It has been so nice reading about so many of your lives. Thanks to all who have shared your journeys. And another big thanks to those who have spent so many hours putting together our 50th reunion.
I guess I have been under the wire for quite a long time. I was not on FB until a little over a year ago, at which time I was railroaded into it. But here I am now. It is difficult to know where to start. So I will begin after graduation.
I went to Austin college after graduation. I didn’t graduate until ’72 as I took off before my senioryear to work as an aide in a migrant school in South Texas. I was studying religion and philosophy before, at the last moment , I decided to get my teaching degree (with lots of pressure from my father.) It was a great decision for me! My first job was in Odessa at St. John’s Episcopal school. Then I moved on to public education and taught special education.
I married an Odessa High School man. We were married for 17 years, at which time we divorced (’89). We have three beautiful children and 5 incredible grandchildren. My oldest daughter is a teacher in El Paso, Texas, and my youngest daughter is a therapeutic yoga teacher in Dallas, Tx. My son passed away at 26 of cancer. Life came to halt for me for awhile after that. It was difficult to move on, but life doesn't give us other options, I guess.
After my divorce I moved to Santa Fe, NM. I fell in love with my life there. Still teaching school. I was alternating between first and second grade. Nothing was a bigger thrill in my life than when a student had that “aha” moment of discovering that symbols have meaning. Then reading became a thrill for them. And teaching them was a thrill for me.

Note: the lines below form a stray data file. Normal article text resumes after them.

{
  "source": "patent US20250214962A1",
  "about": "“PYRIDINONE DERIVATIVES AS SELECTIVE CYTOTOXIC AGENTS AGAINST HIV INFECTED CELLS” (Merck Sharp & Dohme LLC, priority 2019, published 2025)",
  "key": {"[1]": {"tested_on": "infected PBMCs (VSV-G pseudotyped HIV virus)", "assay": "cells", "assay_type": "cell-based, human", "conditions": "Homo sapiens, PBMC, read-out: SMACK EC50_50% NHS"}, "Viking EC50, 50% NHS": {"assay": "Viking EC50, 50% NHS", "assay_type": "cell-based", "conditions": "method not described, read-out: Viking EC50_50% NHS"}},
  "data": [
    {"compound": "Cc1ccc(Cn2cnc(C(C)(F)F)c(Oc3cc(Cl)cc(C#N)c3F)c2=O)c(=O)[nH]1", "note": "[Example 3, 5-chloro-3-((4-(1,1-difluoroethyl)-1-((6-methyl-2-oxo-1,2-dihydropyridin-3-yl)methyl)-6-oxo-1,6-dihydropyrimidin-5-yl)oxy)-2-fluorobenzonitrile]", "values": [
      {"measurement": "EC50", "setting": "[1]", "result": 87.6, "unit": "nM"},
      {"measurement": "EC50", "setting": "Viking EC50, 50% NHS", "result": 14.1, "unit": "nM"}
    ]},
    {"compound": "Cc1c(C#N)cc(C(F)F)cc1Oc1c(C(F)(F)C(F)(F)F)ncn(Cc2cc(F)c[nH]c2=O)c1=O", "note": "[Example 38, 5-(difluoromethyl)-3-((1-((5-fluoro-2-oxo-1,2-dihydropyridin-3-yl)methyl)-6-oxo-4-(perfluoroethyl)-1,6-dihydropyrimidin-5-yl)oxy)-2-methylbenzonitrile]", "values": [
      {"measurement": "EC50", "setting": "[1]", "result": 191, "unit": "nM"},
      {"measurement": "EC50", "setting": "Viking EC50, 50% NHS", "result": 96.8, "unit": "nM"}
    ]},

I taught on the Navajo reservation for awhile. That was quite an experience.
I retired when I was 62 and moved to Cotacachi, Ecuador 2 weeks later, with 1 suitcase and a carry on bag.
Rush hour in Cotacachi
I wanted to learn a new language, immerse myself in a new culture, and have a new experience. Most people think of Ecuador as being hot and humid. However, I live in a small village of 8000 people in the Andes at the altitude of 7800 feet. The temperature usually is 50 at night and 70 during the day. It is called the land of eternal spring.
I have chickens, a green house, worm beds for compost, and 3 large gardens. I am busier than I ever was when I worked. I volunteer with an organization that works with the many, many street dogs. We have been responsible for neutering hundreds of dogs. I have taken in 4 street dogs myself, and my renter has two street dogs. There are times when it is quite chaotic here. I help feed some of the street people.
Once a week I go to the hot springs an hour from here and soak for a few hours. I have worked on several projects here. I and two other people connected the indigenous water protectors here in Ecuador with the Water Protectors in North Dakota.
Near Lake Cuichcha
A film was made and sacred water passed on for a water ceremony. There are over 35 indigenous communities surrounding Cotacachi. Just tonight I participated (and helped organize) a drumming for peace which was synchronized around the world originating with the the Native American wisdom keepers. I sponsor a bi-monthly Vegan Challengelunch for new vegans. We share fun, food and recipes. Very few people have cars here. I walk miles every day. I do yoga in the mornings at home and spend lots of time gardening. My greatest joy is picking veggies early in the morning to put into a fruit smoothie for breakfast. As you can see, I love my life here in Ecuador.
There will probably never be so many of us all together at one time again. F
or future reference I can be reached at firstname.lastname@example.org. I know we will have a wonderful get together!
Wishing all the best to each and everyone of you.